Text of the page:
the day's scheme. In other words, if I was accustomed to slip a bottle into the
office at two o'clock in the afternoon, I wouldn't just substitute a more
innocuous purchase at the same hour. I would arrange my schedule so that it
would be impossible, or at least extremely awkward to get a bottle or anything
else at the time. It was as simple as that. A few strategic changes in the daily
scheme and my old drinking pattern was an unrecognizable shambles. I was
intentionally and with deliberate conspiracy throwing myself off stride, so to
And this in the last analysis is about all any A.A. can do, attempting to
answer the question, "Just how does A.A. work?" He can tell what he himself
has done and is doing, and what, in the process, seems to have happened to
him. He can describe the various techniques which have enabled others to make
A.A. work for them. Or he can advance his own pet theories as to the most
potent factors in the reformation.
The program is material; it is abstract. It is spiritual; it is psychological. In
some members a definite religious experience occurs, akin to the old-fashioned
"I got it!" kind of conversion. In others the old egocentric and somewhat
agnostic attitude undergoes a subtly gradual change until one day it is
discovered surprisingly that a new state of mind, a new outlook on life has
taken over with a very comfortable spiritual tone.
There are many techniques in A.A. because there are many and various
personalities. A common denominator of basic character and personality faults,
however, together with the great common goal, have made this "organization
without organization" strangely compact and effective.
The democracy of the fellowship is nothing less than Utopian. Bricklayers,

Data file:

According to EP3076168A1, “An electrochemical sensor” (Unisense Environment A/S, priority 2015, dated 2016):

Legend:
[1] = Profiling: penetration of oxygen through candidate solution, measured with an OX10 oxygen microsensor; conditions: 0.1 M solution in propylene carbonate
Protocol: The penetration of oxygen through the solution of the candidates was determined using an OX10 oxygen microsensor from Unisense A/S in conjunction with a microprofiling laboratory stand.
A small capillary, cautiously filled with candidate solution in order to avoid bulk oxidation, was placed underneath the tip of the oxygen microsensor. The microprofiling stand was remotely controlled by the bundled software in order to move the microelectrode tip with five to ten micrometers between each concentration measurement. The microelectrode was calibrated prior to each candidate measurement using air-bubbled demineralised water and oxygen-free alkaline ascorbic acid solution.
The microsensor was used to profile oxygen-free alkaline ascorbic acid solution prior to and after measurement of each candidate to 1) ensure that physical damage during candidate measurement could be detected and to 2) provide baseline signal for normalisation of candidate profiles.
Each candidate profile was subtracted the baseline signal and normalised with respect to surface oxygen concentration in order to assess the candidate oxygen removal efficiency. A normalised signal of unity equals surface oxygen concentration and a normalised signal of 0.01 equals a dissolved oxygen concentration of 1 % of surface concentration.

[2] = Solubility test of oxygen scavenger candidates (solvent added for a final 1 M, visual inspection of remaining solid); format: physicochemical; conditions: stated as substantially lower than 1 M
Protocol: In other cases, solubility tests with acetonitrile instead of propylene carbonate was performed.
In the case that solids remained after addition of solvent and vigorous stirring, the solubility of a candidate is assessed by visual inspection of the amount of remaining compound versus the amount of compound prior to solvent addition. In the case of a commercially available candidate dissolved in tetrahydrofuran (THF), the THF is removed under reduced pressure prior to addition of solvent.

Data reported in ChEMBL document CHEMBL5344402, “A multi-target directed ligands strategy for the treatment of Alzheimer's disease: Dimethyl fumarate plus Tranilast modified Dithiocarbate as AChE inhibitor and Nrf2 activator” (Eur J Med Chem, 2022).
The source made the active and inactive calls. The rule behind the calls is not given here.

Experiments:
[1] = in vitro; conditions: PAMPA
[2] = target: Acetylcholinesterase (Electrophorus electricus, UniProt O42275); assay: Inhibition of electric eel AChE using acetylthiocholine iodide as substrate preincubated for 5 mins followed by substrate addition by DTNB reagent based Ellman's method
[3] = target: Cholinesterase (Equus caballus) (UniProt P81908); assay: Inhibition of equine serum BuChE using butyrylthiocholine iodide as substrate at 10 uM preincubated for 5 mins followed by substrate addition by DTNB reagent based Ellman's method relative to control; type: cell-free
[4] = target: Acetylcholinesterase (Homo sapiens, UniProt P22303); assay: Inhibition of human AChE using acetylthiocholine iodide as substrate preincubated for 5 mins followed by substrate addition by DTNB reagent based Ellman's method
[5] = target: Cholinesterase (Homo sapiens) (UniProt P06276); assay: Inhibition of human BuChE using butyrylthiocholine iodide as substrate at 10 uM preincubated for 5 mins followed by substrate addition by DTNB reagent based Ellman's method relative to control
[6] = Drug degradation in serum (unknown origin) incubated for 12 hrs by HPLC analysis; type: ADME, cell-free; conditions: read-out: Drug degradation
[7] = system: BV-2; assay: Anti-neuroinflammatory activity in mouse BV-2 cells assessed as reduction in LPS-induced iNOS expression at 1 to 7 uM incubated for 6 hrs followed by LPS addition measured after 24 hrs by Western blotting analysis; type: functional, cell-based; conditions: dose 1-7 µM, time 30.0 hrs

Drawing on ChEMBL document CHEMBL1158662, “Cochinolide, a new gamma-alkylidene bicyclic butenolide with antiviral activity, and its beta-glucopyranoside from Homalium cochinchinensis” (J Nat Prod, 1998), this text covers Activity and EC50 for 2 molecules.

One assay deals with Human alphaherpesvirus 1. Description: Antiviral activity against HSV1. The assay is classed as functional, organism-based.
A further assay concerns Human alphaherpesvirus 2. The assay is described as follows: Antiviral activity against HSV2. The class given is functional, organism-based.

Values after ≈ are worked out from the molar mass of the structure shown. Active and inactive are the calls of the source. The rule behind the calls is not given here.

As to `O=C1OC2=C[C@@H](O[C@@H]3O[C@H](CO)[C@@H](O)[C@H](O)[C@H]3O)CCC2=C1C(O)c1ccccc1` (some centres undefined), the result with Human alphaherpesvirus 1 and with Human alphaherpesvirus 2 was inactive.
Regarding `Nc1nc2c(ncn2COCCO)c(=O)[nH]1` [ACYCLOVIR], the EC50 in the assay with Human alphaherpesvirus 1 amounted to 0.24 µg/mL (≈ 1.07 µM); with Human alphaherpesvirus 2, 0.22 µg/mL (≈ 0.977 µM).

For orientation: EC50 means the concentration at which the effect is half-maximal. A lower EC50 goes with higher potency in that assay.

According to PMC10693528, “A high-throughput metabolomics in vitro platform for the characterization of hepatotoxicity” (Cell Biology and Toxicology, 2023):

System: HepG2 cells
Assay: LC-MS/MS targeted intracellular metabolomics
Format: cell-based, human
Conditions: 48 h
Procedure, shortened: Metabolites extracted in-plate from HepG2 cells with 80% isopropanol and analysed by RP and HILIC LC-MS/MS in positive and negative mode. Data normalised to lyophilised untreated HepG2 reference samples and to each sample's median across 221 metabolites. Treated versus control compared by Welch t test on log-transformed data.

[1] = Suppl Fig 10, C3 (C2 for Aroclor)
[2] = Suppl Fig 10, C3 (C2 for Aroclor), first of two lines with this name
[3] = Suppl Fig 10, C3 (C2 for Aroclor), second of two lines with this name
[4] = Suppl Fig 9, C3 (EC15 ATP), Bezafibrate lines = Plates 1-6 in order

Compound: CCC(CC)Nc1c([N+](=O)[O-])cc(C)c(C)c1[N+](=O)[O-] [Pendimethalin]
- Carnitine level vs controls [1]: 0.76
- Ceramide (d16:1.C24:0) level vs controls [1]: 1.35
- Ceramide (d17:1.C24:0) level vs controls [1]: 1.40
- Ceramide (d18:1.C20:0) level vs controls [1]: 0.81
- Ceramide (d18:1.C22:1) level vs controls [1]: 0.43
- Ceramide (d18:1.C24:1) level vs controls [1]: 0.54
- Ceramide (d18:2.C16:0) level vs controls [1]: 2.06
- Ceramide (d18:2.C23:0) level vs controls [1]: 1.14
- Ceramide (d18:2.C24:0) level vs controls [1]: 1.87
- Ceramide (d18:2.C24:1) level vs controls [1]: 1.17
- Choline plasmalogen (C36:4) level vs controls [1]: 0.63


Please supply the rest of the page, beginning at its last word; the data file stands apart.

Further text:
truck drivers and the most unskilled of day laborers rub elbows at the meetings
with doctors, dentists, lawyers, merchants, industrialists, newspapermen and
artists. Caste and money consciousness are swamped by the greater importance
of the common problem and the spirit of mutual help.
The Indianapolis A.A. group, as heterogeneous as any perhaps, even list,
among its regulars two "practicing" bar- tenders!
The group has had over four hundred members "on the books" in the
five years of its existence, and has planted the seed for many other groups
throughout the Hoosier state. One prominent Indianapolis A.A., has devoted
his entire time during the last two years to the dissemination of Alcoholic
Anonymous outside the capital city. Many of his nuclei have been
contacted as “undergraduates” or at the time of their "graduation" from
alcoholic nursing homes. Incidental and fortunately for the alcoholic who
needs something more than a thorough drying out, the two best sanatoriums
in Indianapolis treating alcoholics exclusively, are operated by A.A.'s, but not
of course, officially. The follow-up is there for the physically rehabilitated
alcoholic who sincerely desires to do something about his drinking problem.
Each night in the week except Sunday a sectional group of Indianapolis
A.A. holds a weekly meeting in the metropolitan area. And a Sunday
breakfast (Dutch treat) at a hotel just beyond the downtown district is
attended by from 75 to 150 members, visiting A.A.’s and guests.
It is quite easy to “crash” the gate at any of these weekly
meetings; and if a sponsor or escort is desired, a call to the A.A.
telephone exchange service will provide one. In the words of our official
spokesman, a New York investment broker who conceived the idea of
Alcoholics Anonymous in self – preservation:
“Nothing is asked of the alcoholic approaching us save a desire on
his part to get well. He subscribes to no membership requirements – no
fees or dues – nor is a belief in any particular point of view, medical or
religious, demanded of him. As a group we take no position on any
controversial question. Emphatically we are not evangelists or reformers.
Being alcoholics who have recovered, we aim to help only those who
want to get well. We do this because we have found that working with
other alcoholics plays such a vital part in keeping us all sober."
|From the 1946 October issue of Public Welfare In Indiana